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Solve for $x,y$: \begin{align} x^3 + y^3&=2\\ x^2 +x + 9y - 3y^2&=8 \\ \end{align}

I can find $x=y=1$ by guessing. Please help me solve it without using computer.


Edited, sorry, I have to change $x^2$ to $x^3$ to have a nice solution, but still can't done it by hand.

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The solutions definite doesn't look great. – Inceptio May 22 '13 at 15:11
Perhaps you can resort to graphing software to see how many solutions there are, at least then you know how many to expect when going for the algebraic approach. Let me see what I can find... – imranfat May 22 '13 at 15:13
$y$ is a root of the polynomial equation $(y-1)(y^5+7y^4-2y^3-43y^2+74y-34)=0$, and apart from $y=1$, I don't think there is a nice expression for the other roots... – Ivan Loh May 22 '13 at 15:21
Did you want to get approximate values for the solutions instead? – Ivan Loh May 22 '13 at 15:22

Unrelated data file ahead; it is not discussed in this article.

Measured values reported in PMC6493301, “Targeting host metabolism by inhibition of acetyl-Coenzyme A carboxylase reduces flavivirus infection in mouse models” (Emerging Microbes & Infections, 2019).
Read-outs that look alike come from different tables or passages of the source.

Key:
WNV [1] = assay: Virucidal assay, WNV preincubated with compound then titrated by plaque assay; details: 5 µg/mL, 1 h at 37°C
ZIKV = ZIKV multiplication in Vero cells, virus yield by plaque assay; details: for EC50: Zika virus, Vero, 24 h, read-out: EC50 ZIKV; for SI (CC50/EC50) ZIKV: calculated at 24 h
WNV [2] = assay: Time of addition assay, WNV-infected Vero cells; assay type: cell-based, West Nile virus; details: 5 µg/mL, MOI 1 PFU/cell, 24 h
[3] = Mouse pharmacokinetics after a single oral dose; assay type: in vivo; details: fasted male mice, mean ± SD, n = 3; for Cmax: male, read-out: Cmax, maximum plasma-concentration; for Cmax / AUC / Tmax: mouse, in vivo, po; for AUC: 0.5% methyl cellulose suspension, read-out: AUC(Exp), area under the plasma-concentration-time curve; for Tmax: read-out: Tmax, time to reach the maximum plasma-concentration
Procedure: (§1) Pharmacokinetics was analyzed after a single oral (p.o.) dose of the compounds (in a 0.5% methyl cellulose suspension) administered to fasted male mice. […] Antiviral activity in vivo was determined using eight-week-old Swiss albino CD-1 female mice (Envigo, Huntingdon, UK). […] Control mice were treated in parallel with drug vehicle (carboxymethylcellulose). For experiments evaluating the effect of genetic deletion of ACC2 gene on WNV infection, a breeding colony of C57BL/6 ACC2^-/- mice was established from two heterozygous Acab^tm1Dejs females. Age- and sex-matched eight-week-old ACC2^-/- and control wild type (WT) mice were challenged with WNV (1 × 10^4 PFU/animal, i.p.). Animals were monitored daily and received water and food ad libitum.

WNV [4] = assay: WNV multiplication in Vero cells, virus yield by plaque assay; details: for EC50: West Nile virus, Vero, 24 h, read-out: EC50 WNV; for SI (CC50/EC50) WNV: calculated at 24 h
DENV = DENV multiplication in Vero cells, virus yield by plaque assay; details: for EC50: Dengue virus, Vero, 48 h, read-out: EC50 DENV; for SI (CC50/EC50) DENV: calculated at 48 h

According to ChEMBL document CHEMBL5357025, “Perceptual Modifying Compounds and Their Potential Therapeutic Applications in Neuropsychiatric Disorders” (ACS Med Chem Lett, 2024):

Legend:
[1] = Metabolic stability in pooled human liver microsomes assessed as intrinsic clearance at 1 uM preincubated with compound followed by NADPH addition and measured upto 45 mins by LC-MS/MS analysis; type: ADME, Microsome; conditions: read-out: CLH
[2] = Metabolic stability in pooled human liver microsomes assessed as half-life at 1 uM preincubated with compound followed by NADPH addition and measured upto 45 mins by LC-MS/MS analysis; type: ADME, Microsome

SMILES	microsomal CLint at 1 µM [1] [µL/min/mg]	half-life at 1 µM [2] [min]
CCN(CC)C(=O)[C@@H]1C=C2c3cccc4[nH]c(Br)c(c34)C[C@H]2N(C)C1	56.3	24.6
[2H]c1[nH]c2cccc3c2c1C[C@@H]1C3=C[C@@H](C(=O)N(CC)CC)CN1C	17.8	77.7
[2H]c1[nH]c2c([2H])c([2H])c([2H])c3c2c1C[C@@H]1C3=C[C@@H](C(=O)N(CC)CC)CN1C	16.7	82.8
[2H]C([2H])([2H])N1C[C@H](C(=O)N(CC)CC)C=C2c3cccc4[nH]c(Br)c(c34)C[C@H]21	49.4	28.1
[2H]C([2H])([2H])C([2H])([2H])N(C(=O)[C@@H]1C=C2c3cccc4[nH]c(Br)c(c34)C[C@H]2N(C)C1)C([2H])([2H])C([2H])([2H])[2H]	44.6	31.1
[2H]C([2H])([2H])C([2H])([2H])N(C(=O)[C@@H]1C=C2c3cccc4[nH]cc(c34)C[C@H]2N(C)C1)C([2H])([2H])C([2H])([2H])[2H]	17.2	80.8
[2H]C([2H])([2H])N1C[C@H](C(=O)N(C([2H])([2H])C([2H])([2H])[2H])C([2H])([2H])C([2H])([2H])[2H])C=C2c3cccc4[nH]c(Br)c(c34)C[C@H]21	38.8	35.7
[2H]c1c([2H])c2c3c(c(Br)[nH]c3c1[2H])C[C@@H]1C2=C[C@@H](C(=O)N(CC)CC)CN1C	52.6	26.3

Why do you think it is solvable without a computer? Of course, you can do numeric approximation, but it will be a lot of work. – Ross Millikan May 22 '13 at 15:56

Substracting equation $2$ from $1$ we obtain $y^3 - x - 9y + 3y^2 = -6 \iff y^3 - \sqrt{2-y^3} -9y + 3y^2 = -6$ Now you have an expression that only consists of $y$'s. Try to see if you can manipulate this such that you get your desired result. I am not sure though if you cand find it algebraically. If you can, chances are that long division may be needed.

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x=y=1 is in essence a double root (I know, it's a poor choice of wording)since the curves are tangent to each other here. There are two more solutions, symmetric about the y-axis, but they are "ugly" – imranfat May 22 '13 at 15:27
Sorry, please see my edited post. – Xeing May 23 '13 at 2:05

I think you can use Newton-Raphson or any other approximation methods for multivariate equations (this is an example)

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